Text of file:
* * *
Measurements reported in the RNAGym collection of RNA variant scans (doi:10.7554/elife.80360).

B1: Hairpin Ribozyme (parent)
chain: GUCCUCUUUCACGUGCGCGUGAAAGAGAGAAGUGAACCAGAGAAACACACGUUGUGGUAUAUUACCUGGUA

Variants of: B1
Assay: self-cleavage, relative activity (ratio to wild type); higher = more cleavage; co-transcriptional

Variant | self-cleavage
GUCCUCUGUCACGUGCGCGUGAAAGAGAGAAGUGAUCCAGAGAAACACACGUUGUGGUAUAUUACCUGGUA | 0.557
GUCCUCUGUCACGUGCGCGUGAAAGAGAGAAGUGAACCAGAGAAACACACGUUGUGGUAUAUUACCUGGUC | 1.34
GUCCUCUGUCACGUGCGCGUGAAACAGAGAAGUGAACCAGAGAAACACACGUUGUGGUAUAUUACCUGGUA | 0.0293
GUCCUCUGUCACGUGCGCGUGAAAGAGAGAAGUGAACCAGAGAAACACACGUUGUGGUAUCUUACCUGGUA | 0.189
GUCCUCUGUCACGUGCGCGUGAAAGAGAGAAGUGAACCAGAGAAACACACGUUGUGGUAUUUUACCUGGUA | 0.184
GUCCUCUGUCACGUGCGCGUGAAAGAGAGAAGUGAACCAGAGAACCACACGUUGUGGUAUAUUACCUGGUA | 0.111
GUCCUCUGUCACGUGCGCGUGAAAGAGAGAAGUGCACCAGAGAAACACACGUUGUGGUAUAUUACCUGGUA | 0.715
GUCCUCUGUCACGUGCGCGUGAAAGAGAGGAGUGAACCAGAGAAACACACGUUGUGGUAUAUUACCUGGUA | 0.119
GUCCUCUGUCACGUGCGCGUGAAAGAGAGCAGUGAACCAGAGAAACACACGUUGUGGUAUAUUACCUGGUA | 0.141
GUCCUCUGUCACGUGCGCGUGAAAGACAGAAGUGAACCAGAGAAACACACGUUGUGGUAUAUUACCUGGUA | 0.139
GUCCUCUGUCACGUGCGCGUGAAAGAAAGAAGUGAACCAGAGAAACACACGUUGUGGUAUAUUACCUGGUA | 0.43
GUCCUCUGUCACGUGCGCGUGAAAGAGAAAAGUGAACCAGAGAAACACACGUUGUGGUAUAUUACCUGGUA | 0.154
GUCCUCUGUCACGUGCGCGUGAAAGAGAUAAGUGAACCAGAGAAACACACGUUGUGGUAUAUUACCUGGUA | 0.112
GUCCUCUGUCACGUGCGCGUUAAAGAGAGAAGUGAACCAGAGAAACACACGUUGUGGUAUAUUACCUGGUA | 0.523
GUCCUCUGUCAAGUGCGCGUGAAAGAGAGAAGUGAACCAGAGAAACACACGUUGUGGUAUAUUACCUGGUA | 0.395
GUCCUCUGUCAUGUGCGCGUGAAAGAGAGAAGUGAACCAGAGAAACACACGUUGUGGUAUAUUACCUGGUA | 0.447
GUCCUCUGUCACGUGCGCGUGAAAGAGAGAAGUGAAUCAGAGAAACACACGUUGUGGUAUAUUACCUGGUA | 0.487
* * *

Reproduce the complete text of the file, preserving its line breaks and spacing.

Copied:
Measurements reported in the RNAGym collection of RNA variant scans (doi:10.7554/elife.80360).

B1: Hairpin Ribozyme (parent)
chain: GUCCUCUUUCACGUGCGCGUGAAAGAGAGAAGUGAACCAGAGAAACACACGUUGUGGUAUAUUACCUGGUA

Variants of: B1
Assay: self-cleavage, relative activity (ratio to wild type); higher = more cleavage; co-transcriptional

Variant | self-cleavage
GUCCUCUGUCACGUGCGCGUGAAAGAGAGAAGUGAUCCAGAGAAACACACGUUGUGGUAUAUUACCUGGUA | 0.557
GUCCUCUGUCACGUGCGCGUGAAAGAGAGAAGUGAACCAGAGAAACACACGUUGUGGUAUAUUACCUGGUC | 1.34
GUCCUCUGUCACGUGCGCGUGAAACAGAGAAGUGAACCAGAGAAACACACGUUGUGGUAUAUUACCUGGUA | 0.0293
GUCCUCUGUCACGUGCGCGUGAAAGAGAGAAGUGAACCAGAGAAACACACGUUGUGGUAUCUUACCUGGUA | 0.189
GUCCUCUGUCACGUGCGCGUGAAAGAGAGAAGUGAACCAGAGAAACACACGUUGUGGUAUUUUACCUGGUA | 0.184
GUCCUCUGUCACGUGCGCGUGAAAGAGAGAAGUGAACCAGAGAACCACACGUUGUGGUAUAUUACCUGGUA | 0.111
GUCCUCUGUCACGUGCGCGUGAAAGAGAGAAGUGCACCAGAGAAACACACGUUGUGGUAUAUUACCUGGUA | 0.715
GUCCUCUGUCACGUGCGCGUGAAAGAGAGGAGUGAACCAGAGAAACACACGUUGUGGUAUAUUACCUGGUA | 0.119
GUCCUCUGUCACGUGCGCGUGAAAGAGAGCAGUGAACCAGAGAAACACACGUUGUGGUAUAUUACCUGGUA | 0.141
GUCCUCUGUCACGUGCGCGUGAAAGACAGAAGUGAACCAGAGAAACACACGUUGUGGUAUAUUACCUGGUA | 0.139
GUCCUCUGUCACGUGCGCGUGAAAGAAAGAAGUGAACCAGAGAAACACACGUUGUGGUAUAUUACCUGGUA | 0.43
GUCCUCUGUCACGUGCGCGUGAAAGAGAAAAGUGAACCAGAGAAACACACGUUGUGGUAUAUUACCUGGUA | 0.154
GUCCUCUGUCACGUGCGCGUGAAAGAGAUAAGUGAACCAGAGAAACACACGUUGUGGUAUAUUACCUGGUA | 0.112
GUCCUCUGUCACGUGCGCGUUAAAGAGAGAAGUGAACCAGAGAAACACACGUUGUGGUAUAUUACCUGGUA | 0.523
GUCCUCUGUCAAGUGCGCGUGAAAGAGAGAAGUGAACCAGAGAAACACACGUUGUGGUAUAUUACCUGGUA | 0.395
GUCCUCUGUCAUGUGCGCGUGAAAGAGAGAAGUGAACCAGAGAAACACACGUUGUGGUAUAUUACCUGGUA | 0.447
GUCCUCUGUCACGUGCGCGUGAAAGAGAGAAGUGAAUCAGAGAAACACACGUUGUGGUAUAUUACCUGGUA | 0.487